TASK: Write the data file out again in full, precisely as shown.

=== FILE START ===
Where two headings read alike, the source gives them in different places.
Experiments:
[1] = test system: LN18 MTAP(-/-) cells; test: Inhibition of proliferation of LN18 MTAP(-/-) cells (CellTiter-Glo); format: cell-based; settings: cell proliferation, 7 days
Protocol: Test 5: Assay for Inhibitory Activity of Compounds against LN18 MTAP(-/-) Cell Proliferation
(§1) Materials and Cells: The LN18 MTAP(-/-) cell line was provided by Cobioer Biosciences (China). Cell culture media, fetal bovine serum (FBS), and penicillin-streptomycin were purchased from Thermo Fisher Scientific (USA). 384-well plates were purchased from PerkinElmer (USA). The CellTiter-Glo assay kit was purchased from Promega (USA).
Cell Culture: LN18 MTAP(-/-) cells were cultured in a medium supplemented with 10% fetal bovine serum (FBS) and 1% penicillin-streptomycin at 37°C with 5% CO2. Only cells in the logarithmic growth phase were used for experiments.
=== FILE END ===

Where two headings read alike, the source gives them in different places.
Experiments:
[1] = test system: LN18 MTAP(-/-) cells; test: Inhibition of proliferation of LN18 MTAP(-/-) cells (CellTiter-Glo); format: cell-based; settings: cell proliferation, 7 days
Protocol: Test 5: Assay for Inhibitory Activity of Compounds against LN18 MTAP(-/-) Cell Proliferation
(§1) Materials and Cells: The LN18 MTAP(-/-) cell line was provided by Cobioer Biosciences (China). Cell culture media, fetal bovine serum (FBS), and penicillin-streptomycin were purchased from Thermo Fisher Scientific (USA). 384-well plates were purchased from PerkinElmer (USA). The CellTiter-Glo assay kit was purchased from Promega (USA).
Cell Culture: LN18 MTAP(-/-) cells were cultured in a medium supplemented with 10% fetal bovine serum (FBS) and 1% penicillin-streptomycin at 37°C with 5% CO2. Only cells in the logarithmic growth phase were used for experiments.